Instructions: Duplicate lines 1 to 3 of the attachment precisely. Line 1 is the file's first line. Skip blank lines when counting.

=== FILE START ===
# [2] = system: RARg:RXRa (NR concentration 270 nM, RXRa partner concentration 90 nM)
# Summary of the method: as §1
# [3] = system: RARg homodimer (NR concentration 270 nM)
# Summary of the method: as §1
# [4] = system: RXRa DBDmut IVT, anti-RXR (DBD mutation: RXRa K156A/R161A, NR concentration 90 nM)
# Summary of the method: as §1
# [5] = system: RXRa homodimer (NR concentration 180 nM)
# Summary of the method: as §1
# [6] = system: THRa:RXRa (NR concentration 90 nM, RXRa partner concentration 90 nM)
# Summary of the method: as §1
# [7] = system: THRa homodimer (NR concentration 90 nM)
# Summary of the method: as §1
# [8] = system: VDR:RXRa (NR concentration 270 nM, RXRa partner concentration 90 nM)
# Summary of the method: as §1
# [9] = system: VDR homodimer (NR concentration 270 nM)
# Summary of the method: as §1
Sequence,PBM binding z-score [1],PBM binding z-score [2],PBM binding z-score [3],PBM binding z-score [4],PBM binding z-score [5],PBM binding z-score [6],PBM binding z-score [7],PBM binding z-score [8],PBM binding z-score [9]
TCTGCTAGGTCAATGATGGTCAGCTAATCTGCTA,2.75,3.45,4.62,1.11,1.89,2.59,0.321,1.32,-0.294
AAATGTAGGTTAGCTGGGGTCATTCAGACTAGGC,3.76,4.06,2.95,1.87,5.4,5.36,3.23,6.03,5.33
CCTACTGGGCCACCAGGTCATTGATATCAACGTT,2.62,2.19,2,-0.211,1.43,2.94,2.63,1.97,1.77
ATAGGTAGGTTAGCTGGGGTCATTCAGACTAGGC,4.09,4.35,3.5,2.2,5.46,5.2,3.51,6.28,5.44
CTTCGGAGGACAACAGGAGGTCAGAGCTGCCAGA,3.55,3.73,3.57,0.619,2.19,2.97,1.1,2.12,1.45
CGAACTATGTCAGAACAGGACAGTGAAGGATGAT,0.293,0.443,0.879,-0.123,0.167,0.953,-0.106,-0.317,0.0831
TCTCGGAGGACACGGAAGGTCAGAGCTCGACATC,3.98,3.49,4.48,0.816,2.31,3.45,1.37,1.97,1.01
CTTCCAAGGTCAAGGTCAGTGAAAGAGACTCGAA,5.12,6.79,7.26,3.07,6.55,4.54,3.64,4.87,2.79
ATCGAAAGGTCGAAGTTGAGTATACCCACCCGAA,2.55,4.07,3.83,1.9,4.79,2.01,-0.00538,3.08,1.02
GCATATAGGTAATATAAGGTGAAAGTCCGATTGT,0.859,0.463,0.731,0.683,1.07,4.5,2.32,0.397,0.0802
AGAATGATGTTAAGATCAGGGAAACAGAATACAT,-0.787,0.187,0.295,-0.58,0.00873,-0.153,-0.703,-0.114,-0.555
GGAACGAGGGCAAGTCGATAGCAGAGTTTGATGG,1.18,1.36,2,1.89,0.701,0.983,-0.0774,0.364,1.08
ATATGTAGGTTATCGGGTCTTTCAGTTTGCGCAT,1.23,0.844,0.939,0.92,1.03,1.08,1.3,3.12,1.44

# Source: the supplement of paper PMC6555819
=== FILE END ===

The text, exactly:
# [2] = system: RARg:RXRa (NR concentration 270 nM, RXRa partner concentration 90 nM)
# Summary of the method: as §1
# [3] = system: RARg homodimer (NR concentration 270 nM)